This research was funded by the Office of Naval Research under grant # N00014-09-1-0383. Funding for the writing of this paper was made possible through a Janney fellowship from the Johns Hopkins University Applied Physics Laboratory. We would also like to thank Rengaswamy Srinivasan and Andrew Mason for their helpful discussions. For more information, e-mail firstname.lastname@example.org.
1 Koch, G. H.; Brongers, M. P. H.; Thompson, N. G.; Virmani, Y. P.; Payer, J. P. Corrosion Costs and Preventative Strategies in the United States, Report by CC Technologies Laboratories, Inc. to Federal Highway Administration (FHWA), Office of Infrastructure Research and Development, Report FHWA-RD-01-156, September 2001.
2 GAO, Defense Management: Opportunities to Reduce Corrosion Costs and Increase Readiness, GAO-03-753 (Washington, D.C.: July 7, 2003).
3 Khoe, G. K.; Ip, T. L.; Grace, J. R. Powder Technol. 1991, 66, 127 – 141.
4 Cheng, D.C.-H.; Kruszewski, A. P.; Senior, J.R. J. Mater. Sci. 1990, 25, 353 – 373.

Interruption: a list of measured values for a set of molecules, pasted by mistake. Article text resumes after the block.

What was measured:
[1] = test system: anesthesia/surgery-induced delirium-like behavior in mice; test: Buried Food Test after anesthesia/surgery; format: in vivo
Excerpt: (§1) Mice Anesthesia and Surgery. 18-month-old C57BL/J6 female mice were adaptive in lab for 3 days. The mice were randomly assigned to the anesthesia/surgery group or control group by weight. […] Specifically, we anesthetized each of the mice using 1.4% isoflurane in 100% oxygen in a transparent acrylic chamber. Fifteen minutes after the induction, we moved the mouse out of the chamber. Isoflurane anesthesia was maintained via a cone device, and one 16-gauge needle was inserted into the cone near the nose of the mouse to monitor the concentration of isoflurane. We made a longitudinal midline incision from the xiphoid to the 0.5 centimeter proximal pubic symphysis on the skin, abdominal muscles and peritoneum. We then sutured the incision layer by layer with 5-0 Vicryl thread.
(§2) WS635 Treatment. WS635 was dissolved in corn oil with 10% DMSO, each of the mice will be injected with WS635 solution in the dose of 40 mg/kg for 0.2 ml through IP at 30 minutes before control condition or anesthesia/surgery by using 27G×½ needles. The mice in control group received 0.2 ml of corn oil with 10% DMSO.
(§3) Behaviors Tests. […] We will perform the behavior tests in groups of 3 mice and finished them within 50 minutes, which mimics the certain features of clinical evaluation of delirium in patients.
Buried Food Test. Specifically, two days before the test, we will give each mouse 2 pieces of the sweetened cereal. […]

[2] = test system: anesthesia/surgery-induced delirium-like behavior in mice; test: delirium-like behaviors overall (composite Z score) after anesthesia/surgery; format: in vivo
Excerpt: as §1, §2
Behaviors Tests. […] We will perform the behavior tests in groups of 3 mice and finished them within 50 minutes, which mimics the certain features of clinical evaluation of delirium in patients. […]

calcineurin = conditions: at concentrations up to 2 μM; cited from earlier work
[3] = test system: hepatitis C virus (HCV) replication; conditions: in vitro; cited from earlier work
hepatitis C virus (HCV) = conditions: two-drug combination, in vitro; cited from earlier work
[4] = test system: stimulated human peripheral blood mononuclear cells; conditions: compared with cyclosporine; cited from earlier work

5 Dabak, T.; Yucel, O. Powder Technol. 1987, 52, 193 – 206.
6 Storms, R. F.; Ramarao, B. V.; Weiland, R.H. Powder Technol. 1990, 63, 247 – 259.
7 Olhero, S. M.; Ferreira, J. M. F. Powder Technol., 2004, 139, 69-75.
8 Rule, J.D.; Sottos, N.R.; White, S.R. Polymer 2007, 48, 3520-3529.
9 Lu, Q.-W.; Hoye, T. R.; Macosko, C. W. J. Polym. Sci.: Part A: Polym. Chem. 2002, 40, 2310.
10 Snyder, D. D. J. Electrochem. Soc., 1991, 138, 2.
11 Schlesinger, M.; Meng, X.; Snyder, D. D. J. Electrochem. Soc. 1991, 138, 406.
12 Chen, B.H.; Hong, L.; Ko, T.M. Ind. Eng. Chem. Res. 2002, 41, 2688.
13 Hamid, Z.A.; Ghanem, W.A.; Abo El Enin, S.A. Surf. Interface Anal. 2005, 37, 792.
14 Sudduth, R. D. Pigment & Resin Technol. 2009, 38, 10-24.
15 Bierwagen, G. P. J. Coatings Technol. 1992, 64, 71-75.
16 Skerry, B. S.; Chen, C. T.; Ray, C. J. J. Coatings Technol.1992, 64, 77-86.